Tumor-infiltrating lymphocytes (TIL) were isolated from surgically resected human samples using hybridoma techniques, and human monoclonal antibodies (HuMoAbs) were produced. Stable antibody-producing hybridoma cell lines were established and, on the basis of reactivity to human cancer cell lines, a clone of HuMoAb, named HoAKs-1, was selected. By confocal microscopy, we confirmed that HoAKs-1 showed specific and intense reactivity to the cell membrane of HLC-1 and PANC-1, wheareas the antibody did not show reactivity to human umbilical vein endothelial cells (HUVECs). Using xenografts formed from epithelial cancer cell lines in nude mice, we also demonstrated a broad spectrum of reactivity of the antibody in 6 out of 14 xenografts. In addition, using surgically resected clinical specimens from two patients with lung cancer, we showed that HoAKs-1 had specific reactivity to cancerous lesions but not to normal sites. In an in vitro experiment, HoAKs-1 induced morphological changes with neurite-like cytoplasmic processes in MKN-45, HLC-1 and PANC-1, whereas no morphological alterations were observed in HUVECs. Growth inhibition rates by HoAKs-1 were 63% in HLC-1 and 47% in MKN-45, while no growth inhibition occurred in normal HUVECs. We confirmed that HoAKs-1 recognized a 55 kDa protein by determining the molecular weight of the HoAKs-1 reacting protein. In conclusion, we successfully produced a novel HuMoAb, HoAKs-1, which reacted specifically to cancer cells and inhibited cell growth with morphological changes. HoAKs-1 may have the potential to be utilized as an anticancer agent, without causing any immunological reaction in humans.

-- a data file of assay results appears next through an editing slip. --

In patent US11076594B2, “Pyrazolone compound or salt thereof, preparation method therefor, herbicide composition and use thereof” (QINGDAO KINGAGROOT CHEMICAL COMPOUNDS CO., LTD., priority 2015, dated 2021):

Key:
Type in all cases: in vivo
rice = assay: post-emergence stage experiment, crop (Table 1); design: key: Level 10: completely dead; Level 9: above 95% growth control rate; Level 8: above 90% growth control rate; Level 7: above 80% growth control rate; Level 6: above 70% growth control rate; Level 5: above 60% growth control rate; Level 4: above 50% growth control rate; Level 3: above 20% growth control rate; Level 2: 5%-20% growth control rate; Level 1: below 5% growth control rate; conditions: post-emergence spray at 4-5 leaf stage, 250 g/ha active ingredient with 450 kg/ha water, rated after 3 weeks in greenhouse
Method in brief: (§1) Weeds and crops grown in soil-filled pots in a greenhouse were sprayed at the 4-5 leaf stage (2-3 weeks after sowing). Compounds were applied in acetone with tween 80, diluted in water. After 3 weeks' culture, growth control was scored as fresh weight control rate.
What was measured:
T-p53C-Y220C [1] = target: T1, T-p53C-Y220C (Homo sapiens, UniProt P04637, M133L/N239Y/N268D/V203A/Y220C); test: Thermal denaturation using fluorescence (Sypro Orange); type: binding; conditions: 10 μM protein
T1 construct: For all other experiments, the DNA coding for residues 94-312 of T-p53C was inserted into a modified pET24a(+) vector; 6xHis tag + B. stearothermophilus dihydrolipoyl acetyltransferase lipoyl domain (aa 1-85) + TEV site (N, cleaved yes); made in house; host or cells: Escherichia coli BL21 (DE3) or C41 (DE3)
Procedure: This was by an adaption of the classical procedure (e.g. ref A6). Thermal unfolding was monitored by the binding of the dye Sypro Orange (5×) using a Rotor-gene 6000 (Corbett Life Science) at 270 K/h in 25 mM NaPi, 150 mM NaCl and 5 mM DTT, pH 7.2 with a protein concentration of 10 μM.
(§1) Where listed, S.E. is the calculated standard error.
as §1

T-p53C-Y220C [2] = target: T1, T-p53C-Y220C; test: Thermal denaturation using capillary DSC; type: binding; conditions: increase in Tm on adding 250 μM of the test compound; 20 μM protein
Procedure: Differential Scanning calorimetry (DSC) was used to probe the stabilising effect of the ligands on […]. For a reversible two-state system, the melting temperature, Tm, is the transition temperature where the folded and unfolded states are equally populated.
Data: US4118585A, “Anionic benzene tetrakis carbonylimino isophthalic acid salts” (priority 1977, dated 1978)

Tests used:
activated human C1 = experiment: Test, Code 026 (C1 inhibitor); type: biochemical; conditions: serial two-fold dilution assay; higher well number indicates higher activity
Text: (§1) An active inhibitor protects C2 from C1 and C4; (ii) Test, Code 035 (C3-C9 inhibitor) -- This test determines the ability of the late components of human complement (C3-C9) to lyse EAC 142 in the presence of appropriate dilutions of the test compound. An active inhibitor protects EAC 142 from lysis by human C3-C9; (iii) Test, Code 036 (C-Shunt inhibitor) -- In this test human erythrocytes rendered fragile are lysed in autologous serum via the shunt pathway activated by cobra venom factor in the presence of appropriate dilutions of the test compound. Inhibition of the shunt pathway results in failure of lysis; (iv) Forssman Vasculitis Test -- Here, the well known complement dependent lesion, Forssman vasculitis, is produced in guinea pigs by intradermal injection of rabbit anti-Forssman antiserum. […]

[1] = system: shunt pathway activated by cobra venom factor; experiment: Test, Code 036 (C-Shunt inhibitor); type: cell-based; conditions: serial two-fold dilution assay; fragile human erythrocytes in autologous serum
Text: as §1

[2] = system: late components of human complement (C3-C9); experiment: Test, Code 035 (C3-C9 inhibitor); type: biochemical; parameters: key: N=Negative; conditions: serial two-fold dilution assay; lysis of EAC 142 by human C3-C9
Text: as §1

|出版ステータス||Published - 2005 11月|
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